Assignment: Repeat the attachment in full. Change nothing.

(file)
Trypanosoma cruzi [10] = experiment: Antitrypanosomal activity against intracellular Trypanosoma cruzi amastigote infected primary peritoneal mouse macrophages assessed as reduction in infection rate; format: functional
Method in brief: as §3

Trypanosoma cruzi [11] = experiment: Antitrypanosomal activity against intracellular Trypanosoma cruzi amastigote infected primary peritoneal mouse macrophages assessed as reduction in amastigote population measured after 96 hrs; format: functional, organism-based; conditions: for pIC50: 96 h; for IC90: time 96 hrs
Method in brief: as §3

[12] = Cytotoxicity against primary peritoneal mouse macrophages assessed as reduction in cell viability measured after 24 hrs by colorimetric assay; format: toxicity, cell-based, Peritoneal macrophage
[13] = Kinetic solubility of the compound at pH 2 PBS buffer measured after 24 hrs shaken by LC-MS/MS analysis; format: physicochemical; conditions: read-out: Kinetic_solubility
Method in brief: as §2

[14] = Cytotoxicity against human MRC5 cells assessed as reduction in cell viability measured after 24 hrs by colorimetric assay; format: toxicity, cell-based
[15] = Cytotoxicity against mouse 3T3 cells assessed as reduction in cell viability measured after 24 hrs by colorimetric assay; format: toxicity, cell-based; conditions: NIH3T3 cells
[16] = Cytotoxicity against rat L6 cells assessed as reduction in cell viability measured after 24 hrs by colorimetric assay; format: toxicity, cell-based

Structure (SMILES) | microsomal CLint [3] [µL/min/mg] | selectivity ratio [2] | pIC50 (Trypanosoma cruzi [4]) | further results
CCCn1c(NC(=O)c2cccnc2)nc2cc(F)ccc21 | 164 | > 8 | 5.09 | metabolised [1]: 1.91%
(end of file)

Trypanosoma cruzi [10] = experiment: Antitrypanosomal activity against intracellular Trypanosoma cruzi amastigote infected primary peritoneal mouse macrophages assessed as reduction in infection rate; format: functional
Method in brief: as §3

Trypanosoma cruzi [11] = experiment: Antitrypanosomal activity against intracellular Trypanosoma cruzi amastigote infected primary peritoneal mouse macrophages assessed as reduction in amastigote population measured after 96 hrs; format: functional, organism-based; conditions: for pIC50: 96 h; for IC90: time 96 hrs
Method in brief: as §3

[12] = Cytotoxicity against primary peritoneal mouse macrophages assessed as reduction in cell viability measured after 24 hrs by colorimetric assay; format: toxicity, cell-based, Peritoneal macrophage
[13] = Kinetic solubility of the compound at pH 2 PBS buffer measured after 24 hrs shaken by LC-MS/MS analysis; format: physicochemical; conditions: read-out: Kinetic_solubility
Method in brief: as §2

[14] = Cytotoxicity against human MRC5 cells assessed as reduction in cell viability measured after 24 hrs by colorimetric assay; format: toxicity, cell-based
[15] = Cytotoxicity against mouse 3T3 cells assessed as reduction in cell viability measured after 24 hrs by colorimetric assay; format: toxicity, cell-based; conditions: NIH3T3 cells
[16] = Cytotoxicity against rat L6 cells assessed as reduction in cell viability measured after 24 hrs by colorimetric assay; format: toxicity, cell-based

Structure (SMILES) | microsomal CLint [3] [µL/min/mg] | selectivity ratio [2] | pIC50 (Trypanosoma cruzi [4]) | further results
CCCn1c(NC(=O)c2cccnc2)nc2cc(F)ccc21 | 164 | > 8 | 5.09 | metabolised [1]: 1.91%